Final Game 5 Observations

Tuesday is the one day off for every team in the NFL; for us, it's the day we take a final look at the most recent game before we start focusing on the upcoming opponent. So here are some final thoughts about the 22-19 loss to the Houston Texans.

The first thing that jumps out about Sunday's game, of course, was the concussion sustained by Trent Green and the aftermath involving Houston DT Travis Johnson.

First, let's all agree if was nasty to see Johnson standing over a motionless Green and taunting him.

That said, Johnson did have reason to be upset at Green because the Dolphins quarterback was throwing a blindside block at his knees. Ask Jason Taylor about that practice and about the Denver offensive line in particular, and you'll find he thinks it's scummy. Well, sorry, but it's not any better when it's a quarterback doing it.

The truth is, it's Johnson who might have gotten hurt had Green made contact with him with a shoulder rather than his head.

As for Green, we said it Sunday and we'll say it again, we think we've seen the last of him. In fact, we hope we've seen the last of him and that's not from a football standpoint, but rather from a humanitarian standpoint.

LEMON-AID: After replacing Green, Cleo Lemon came in and did pretty much what Cleo Lemon usually does. He made some nice throws, missed some others and basically looked like a backup.

Nothing against Lemon, but it would be a major surprise if he ever became a starter in the NFL. It's pretty clear he'll be the starter for now because Cam Cameron doesn't want to throw John Beck in there so soon, but the Dolphins offense won't be any better with Lemon than it was with Green. In fact, it will be worse and more inconsistent.

BROWN CAN DO: Wow, what's with Ronnie Brown? The man is on fire.

Of course, his tremendous performance the last three games leads one to wonder why the hell he didn't get the ball more often in the first two games. Also, instead of having Lemon throw passes on second and third down after the Dolphins reached the Houston 38 on their last drive, why didn't Brown get an additional carry there?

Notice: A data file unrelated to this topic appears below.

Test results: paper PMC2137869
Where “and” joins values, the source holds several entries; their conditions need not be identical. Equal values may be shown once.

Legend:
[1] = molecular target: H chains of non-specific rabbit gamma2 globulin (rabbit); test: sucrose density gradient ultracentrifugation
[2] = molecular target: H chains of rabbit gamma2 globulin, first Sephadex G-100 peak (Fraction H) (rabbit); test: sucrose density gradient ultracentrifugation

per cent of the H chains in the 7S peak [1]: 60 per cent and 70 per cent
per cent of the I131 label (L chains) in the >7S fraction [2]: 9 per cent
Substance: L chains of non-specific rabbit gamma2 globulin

MARTIN'S NOT THE MAN: The best tight end on the Dolphins roster is not starter David Martin, but rather Justin Peelle. The Dolphins might not have made a mistake in letting go Randy McMichael because he was a bit of an underachiever, but it's clear by now Martin wasn't the right guy to get to replace him.

Martin dropped another pass against Houston and his false start on fourth-and-goal from the 1 forced the Dolphins to settle for a field goal after they were going to go for the touchdown.

And those are not isolated incidents. Martin never looks comfortable catching the ball. And now, you can add tight end to the list of positions the Dolphins need to address in the offseason.

TAYLOR TIME: After taking a stupid roughness penalty on Houston's first drive, Jason Taylor rebounded with by far his best outing of the season. It's interesting to note that Taylor also got off to a slow start last season (one sack in first three games) before he went on a tear. Maybe it'll be the same thing this year.

LOOKING FOR ROTH: Anybody seen him this season? Sorry, but his lack of size on the defensive line is a problem. Taylor is undersized, too, but he's got a lot better speed and he's also got long arms, while Roth has very short arms.

SAFETY NET: Will the last safety turn out the lights. Man, Cameron Worrell was the fifth different starting safety in five games, following Yeremiah Bell, Travares Tillman, Travis Daniels and Donovin Darius.

Worrell is a decent special teams player, but as a safety, he's a decent special teams player. Get it?

Tillman isn't the answer at safety, either, and neither is Daniels. Darius is a quality safety, but he's battled injury problems the last couple of years and he's doing it again.

So that becomes a problem. And don't even think about moving Jason Allen back to safety. In fact, it's probably safe to assume that barring a drastic change Allen never will be a factor for the Dolphins.

If it weren't for his salary and the cap implications, he wouldn't have made the team this year.

NO SECOND-GUESSING HERE: And finally, we come to the Monday morning quarterbacking segment (yes, we know, it's Tuesday). Even though the feeling is that Jay Feely would have made that 56-yard field goal in the final two minutes, Cameron was right to not risk him missing and giving the ball to Houston at the 46-yard line in a tie game. The risk-reward ratio made the field goal there the bad option.

Cameron's gamble worked early on because the Dolphins pinned the Texans at the 3-yard line. It's not Cameron's fault there the defense couldn't defend the pass.

One final thing, even had Cameron gone for the field goal and Feely made it, why would anyone think the Dolphins defense would have stopped Houston on the next drive anyway? They didn't stop them from the 3, and the Texans would have gotten lot better field position after a kickoff return.

If you want to criticize something, criticize having Lemon throw passes on second and third down, but punting the ball from the 38 was the right call.

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Alain Poupart is the Associate Editor of Dolphin Digest and To read him every day, visit and become a Miami Dolphins insider.